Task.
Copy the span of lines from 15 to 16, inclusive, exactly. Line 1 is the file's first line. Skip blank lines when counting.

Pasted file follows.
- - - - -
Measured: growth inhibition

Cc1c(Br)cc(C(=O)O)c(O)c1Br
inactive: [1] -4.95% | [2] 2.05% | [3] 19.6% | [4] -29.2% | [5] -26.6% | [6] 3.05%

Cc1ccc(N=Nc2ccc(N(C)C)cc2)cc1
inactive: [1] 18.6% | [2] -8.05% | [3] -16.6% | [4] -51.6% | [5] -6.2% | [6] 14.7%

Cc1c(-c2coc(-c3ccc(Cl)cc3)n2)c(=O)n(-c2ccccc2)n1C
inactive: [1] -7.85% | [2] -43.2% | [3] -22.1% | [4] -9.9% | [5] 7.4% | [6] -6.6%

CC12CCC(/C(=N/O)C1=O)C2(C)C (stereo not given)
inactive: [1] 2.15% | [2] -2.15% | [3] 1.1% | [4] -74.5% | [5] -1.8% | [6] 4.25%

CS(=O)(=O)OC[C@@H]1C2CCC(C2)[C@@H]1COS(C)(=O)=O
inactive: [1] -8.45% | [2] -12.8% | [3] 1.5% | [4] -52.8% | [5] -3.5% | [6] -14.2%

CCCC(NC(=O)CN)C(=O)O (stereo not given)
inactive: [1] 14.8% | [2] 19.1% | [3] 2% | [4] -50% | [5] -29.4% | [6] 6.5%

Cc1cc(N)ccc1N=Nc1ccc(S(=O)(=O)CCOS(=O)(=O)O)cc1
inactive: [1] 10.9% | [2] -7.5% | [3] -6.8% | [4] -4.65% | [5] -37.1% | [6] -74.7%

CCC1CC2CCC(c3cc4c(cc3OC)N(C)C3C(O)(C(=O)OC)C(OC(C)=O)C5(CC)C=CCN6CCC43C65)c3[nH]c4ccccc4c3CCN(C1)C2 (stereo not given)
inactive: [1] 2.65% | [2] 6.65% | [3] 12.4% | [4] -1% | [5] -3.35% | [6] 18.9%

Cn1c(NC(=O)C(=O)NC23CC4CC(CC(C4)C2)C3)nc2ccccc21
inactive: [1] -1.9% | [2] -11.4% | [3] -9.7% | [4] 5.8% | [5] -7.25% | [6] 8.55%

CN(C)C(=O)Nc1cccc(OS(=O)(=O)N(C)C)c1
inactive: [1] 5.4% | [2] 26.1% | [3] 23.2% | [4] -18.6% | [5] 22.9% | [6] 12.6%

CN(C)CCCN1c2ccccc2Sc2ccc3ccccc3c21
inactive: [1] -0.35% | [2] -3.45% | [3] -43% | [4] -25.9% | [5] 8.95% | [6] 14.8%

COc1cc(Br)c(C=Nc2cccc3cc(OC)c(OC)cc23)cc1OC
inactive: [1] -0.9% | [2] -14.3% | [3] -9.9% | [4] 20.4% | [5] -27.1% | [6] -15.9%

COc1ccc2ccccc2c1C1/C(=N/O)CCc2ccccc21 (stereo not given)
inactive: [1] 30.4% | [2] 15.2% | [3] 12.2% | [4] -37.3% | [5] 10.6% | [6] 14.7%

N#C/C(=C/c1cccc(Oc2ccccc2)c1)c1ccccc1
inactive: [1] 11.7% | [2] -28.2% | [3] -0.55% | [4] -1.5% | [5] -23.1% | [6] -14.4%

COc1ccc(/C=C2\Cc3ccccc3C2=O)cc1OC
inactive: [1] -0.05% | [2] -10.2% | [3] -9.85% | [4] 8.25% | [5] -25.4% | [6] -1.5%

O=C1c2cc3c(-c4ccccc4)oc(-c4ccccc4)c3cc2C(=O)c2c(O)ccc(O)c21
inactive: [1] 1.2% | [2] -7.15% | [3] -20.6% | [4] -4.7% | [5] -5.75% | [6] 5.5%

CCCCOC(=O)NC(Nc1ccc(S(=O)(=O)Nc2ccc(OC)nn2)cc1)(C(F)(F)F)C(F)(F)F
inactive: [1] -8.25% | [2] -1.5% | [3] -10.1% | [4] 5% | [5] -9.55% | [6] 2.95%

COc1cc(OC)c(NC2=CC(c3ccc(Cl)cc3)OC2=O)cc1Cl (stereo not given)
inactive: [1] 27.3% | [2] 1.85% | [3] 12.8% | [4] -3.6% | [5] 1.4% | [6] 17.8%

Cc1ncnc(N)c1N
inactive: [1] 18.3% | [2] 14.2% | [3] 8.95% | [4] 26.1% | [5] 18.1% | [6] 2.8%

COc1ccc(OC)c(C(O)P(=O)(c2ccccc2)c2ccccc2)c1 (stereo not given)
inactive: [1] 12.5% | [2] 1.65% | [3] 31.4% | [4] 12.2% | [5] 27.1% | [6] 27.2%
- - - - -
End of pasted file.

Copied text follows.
inactive: [1] 10.9% | [2] -7.5% | [3] -6.8% | [4] -4.65% | [5] -37.1% | [6] -74.7%

CCC1CC2CCC(c3cc4c(cc3OC)N(C)C3C(O)(C(=O)OC)C(OC(C)=O)C5(CC)C=CCN6CCC43C65)c3[nH]c4ccccc4c3CCN(C1)C2 (stereo not given)